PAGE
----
However, at this point I have not made the switch to the 1 yr. Interestingly enough I have not made the switch for many of the same reasons that Dr. Stuckwisch mentions. The chief of which is that I regularly discuss the upcoming lections with brothers in the Ministry. I find this of great help. If I were to switch I would also have to convince at least four of my closest friends to do so. While I may be persuasive I doubt I am that persuasive.

    The way I look at it is this: there are two good options - 1 yr and 3 yr. There are pros and cons for each. We should rejoice that in either case you cannot go too far wrong since you are preaching the Word of God!

  7. Excellent summary of the virtues of the 3-year lectionary.

  8. I've always been a big fan of the one-year lectionary. I don't see any major issue behind the use of one or the other. They are both commended to us by our Synod. The majority of us prefer the three-year series. I think Rick makes good points for it use. I think others here have made good points about the use of the one year. My number one reasons for loving the one year is because it is a lot easier to find great sermons and helps for preaching in the Lutheran fathers, including our own dear Drs. Luther and Walther. And, I enjoy using the Bach Cantatas for preaching illustration and images.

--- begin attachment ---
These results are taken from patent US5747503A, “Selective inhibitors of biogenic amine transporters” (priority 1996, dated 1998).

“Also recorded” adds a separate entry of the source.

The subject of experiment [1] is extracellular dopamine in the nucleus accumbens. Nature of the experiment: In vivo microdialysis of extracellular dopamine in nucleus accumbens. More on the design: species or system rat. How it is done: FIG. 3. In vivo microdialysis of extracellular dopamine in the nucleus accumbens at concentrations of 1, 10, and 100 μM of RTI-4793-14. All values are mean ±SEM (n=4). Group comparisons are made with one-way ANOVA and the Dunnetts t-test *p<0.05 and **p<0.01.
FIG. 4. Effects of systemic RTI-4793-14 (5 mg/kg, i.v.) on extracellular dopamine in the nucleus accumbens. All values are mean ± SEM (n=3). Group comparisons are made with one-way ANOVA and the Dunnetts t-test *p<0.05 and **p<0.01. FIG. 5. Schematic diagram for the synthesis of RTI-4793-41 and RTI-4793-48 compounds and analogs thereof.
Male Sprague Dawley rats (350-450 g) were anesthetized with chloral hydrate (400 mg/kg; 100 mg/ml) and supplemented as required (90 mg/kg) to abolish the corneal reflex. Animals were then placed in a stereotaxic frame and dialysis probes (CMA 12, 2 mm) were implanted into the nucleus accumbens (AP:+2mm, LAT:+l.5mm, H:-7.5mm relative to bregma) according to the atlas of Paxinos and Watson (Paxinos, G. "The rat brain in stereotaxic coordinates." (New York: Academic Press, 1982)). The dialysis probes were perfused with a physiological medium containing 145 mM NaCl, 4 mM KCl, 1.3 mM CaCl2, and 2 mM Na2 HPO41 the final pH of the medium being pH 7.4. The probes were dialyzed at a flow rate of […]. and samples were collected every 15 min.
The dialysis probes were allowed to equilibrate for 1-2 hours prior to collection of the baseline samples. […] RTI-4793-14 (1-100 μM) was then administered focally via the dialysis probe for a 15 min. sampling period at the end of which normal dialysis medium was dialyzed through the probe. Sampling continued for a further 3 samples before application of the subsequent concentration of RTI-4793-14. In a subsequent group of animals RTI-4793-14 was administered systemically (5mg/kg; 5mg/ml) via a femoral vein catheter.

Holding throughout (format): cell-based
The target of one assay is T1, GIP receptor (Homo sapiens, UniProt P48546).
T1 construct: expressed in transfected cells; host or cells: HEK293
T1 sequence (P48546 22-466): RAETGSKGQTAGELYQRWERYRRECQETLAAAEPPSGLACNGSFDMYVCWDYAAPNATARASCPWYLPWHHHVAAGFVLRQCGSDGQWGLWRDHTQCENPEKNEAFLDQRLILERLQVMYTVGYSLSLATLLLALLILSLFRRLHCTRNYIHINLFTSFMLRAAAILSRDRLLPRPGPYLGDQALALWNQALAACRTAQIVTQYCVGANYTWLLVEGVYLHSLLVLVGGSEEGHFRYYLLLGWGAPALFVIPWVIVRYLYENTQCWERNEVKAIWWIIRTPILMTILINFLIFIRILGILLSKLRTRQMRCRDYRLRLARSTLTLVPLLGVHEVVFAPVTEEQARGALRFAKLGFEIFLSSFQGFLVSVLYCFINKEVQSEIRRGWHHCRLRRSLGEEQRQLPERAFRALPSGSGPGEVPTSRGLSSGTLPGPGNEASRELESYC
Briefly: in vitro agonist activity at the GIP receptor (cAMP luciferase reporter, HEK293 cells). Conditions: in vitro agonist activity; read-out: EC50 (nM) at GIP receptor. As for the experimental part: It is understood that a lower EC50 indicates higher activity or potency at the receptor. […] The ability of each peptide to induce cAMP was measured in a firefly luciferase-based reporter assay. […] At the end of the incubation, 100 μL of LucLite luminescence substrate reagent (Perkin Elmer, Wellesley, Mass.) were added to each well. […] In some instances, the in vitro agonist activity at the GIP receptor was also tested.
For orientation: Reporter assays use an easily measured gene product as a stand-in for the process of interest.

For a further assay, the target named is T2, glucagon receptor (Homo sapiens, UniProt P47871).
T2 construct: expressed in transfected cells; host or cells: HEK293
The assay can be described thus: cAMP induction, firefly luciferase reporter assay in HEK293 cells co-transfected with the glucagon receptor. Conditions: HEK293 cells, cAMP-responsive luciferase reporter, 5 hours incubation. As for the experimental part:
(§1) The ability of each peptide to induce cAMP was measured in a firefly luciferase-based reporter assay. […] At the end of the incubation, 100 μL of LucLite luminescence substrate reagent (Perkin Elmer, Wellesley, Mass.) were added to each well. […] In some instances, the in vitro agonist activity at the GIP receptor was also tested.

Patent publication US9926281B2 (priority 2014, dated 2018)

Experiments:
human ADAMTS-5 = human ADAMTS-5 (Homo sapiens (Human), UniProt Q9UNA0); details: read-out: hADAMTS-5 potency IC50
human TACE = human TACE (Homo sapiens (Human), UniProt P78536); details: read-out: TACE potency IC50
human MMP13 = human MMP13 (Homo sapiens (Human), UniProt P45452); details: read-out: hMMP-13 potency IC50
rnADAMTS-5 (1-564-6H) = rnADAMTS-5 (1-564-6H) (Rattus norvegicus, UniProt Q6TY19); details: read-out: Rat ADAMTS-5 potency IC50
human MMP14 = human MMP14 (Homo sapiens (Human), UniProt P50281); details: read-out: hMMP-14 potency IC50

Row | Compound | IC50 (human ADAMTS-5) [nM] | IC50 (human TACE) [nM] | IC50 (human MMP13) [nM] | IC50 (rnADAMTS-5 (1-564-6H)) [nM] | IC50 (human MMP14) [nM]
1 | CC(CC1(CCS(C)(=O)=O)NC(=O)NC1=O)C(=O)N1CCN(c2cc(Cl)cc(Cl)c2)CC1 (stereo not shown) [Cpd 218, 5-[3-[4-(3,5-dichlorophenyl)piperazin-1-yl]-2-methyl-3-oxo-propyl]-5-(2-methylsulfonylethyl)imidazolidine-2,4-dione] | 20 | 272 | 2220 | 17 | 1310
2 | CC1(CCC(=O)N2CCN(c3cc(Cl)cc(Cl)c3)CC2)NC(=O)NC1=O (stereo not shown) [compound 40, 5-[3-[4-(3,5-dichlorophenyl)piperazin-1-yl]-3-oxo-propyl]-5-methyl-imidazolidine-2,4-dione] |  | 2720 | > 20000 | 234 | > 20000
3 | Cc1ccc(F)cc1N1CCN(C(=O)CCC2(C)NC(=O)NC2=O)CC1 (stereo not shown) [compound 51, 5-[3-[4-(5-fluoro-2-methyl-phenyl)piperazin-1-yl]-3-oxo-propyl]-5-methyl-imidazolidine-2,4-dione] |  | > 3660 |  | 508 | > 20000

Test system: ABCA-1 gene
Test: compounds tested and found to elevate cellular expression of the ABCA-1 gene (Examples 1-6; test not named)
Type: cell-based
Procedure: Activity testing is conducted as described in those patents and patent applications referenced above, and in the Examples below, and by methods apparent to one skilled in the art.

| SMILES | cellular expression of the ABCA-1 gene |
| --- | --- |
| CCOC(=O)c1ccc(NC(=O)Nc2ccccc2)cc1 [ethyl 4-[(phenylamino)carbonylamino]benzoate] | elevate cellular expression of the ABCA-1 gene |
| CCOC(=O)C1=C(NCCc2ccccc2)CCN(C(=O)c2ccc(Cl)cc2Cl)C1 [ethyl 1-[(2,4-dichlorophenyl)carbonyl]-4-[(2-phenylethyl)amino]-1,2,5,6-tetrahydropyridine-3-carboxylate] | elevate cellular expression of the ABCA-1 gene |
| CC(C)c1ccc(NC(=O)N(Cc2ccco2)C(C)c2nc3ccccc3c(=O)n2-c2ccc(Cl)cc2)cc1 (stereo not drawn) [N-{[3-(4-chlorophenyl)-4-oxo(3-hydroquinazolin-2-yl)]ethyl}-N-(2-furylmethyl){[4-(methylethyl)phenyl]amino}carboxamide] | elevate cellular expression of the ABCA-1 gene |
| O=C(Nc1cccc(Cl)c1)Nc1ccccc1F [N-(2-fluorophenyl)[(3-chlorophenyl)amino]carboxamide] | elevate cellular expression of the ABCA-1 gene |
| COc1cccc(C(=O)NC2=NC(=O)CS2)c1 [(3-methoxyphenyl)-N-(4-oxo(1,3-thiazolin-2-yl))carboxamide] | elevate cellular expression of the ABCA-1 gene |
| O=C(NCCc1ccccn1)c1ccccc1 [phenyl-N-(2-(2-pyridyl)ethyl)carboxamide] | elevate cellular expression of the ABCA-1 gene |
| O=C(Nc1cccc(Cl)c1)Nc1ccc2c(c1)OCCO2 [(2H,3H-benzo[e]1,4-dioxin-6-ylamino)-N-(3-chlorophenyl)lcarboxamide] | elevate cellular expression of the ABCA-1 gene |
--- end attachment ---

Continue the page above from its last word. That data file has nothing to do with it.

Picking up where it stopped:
9. As a cantor, I'd only comment that I have been able to find more historically significant musical settings of the propers associated with the one-year lectionary--early 20th century LCMS sources, Anglican sources, pre-Reformation sources--which in my opinion have more musical integrity than the mass-produced 20th century chant tones.

    (This is basically the same point as preferring the lectionary for the use of the Bach Cantatas, except that there are much more practical settings of the Propers than the Bach Cantatas, settings which can actually be sung in any size church by a skilled cantor.)